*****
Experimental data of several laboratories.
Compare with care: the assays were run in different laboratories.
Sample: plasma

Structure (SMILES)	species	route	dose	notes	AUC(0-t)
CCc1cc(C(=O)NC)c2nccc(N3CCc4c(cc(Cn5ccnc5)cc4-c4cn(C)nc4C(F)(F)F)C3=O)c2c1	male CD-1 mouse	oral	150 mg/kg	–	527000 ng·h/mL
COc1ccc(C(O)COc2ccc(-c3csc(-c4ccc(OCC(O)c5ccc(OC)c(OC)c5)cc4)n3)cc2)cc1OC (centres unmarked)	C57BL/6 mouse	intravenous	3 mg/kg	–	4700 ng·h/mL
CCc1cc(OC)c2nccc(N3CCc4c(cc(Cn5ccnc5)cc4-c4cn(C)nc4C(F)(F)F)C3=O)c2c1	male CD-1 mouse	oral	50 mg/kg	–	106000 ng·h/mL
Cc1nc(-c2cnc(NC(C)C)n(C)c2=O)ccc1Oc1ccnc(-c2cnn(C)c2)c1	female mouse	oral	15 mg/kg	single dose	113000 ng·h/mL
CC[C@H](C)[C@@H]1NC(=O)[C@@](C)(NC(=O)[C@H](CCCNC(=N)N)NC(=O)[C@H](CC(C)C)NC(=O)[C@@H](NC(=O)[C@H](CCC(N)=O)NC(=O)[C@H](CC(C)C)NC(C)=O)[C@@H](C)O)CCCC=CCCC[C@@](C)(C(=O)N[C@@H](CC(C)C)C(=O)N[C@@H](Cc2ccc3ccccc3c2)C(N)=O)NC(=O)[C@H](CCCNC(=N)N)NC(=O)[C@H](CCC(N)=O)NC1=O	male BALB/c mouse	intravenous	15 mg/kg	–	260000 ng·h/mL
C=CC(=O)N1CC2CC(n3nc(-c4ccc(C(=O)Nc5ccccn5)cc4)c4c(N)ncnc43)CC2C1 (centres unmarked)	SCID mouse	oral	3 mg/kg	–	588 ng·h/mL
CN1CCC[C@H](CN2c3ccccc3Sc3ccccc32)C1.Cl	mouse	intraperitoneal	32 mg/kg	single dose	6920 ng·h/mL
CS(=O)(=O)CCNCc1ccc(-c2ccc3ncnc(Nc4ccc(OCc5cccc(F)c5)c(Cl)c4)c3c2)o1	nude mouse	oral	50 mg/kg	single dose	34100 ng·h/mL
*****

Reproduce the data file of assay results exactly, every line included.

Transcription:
Experimental data of several laboratories.
Compare with care: the assays were run in different laboratories.
Sample: plasma

Structure (SMILES)	species	route	dose	notes	AUC(0-t)
CCc1cc(C(=O)NC)c2nccc(N3CCc4c(cc(Cn5ccnc5)cc4-c4cn(C)nc4C(F)(F)F)C3=O)c2c1	male CD-1 mouse	oral	150 mg/kg	–	527000 ng·h/mL
COc1ccc(C(O)COc2ccc(-c3csc(-c4ccc(OCC(O)c5ccc(OC)c(OC)c5)cc4)n3)cc2)cc1OC (centres unmarked)	C57BL/6 mouse	intravenous	3 mg/kg	–	4700 ng·h/mL
CCc1cc(OC)c2nccc(N3CCc4c(cc(Cn5ccnc5)cc4-c4cn(C)nc4C(F)(F)F)C3=O)c2c1	male CD-1 mouse	oral	50 mg/kg	–	106000 ng·h/mL
Cc1nc(-c2cnc(NC(C)C)n(C)c2=O)ccc1Oc1ccnc(-c2cnn(C)c2)c1	female mouse	oral	15 mg/kg	single dose	113000 ng·h/mL
CC[C@H](C)[C@@H]1NC(=O)[C@@](C)(NC(=O)[C@H](CCCNC(=N)N)NC(=O)[C@H](CC(C)C)NC(=O)[C@@H](NC(=O)[C@H](CCC(N)=O)NC(=O)[C@H](CC(C)C)NC(C)=O)[C@@H](C)O)CCCC=CCCC[C@@](C)(C(=O)N[C@@H](CC(C)C)C(=O)N[C@@H](Cc2ccc3ccccc3c2)C(N)=O)NC(=O)[C@H](CCCNC(=N)N)NC(=O)[C@H](CCC(N)=O)NC1=O	male BALB/c mouse	intravenous	15 mg/kg	–	260000 ng·h/mL
C=CC(=O)N1CC2CC(n3nc(-c4ccc(C(=O)Nc5ccccn5)cc4)c4c(N)ncnc43)CC2C1 (centres unmarked)	SCID mouse	oral	3 mg/kg	–	588 ng·h/mL
CN1CCC[C@H](CN2c3ccccc3Sc3ccccc32)C1.Cl	mouse	intraperitoneal	32 mg/kg	single dose	6920 ng·h/mL
CS(=O)(=O)CCNCc1ccc(-c2ccc3ncnc(Nc4ccc(OCc5cccc(F)c5)c(Cl)c4)c3c2)o1	nude mouse	oral	50 mg/kg	single dose	34100 ng·h/mL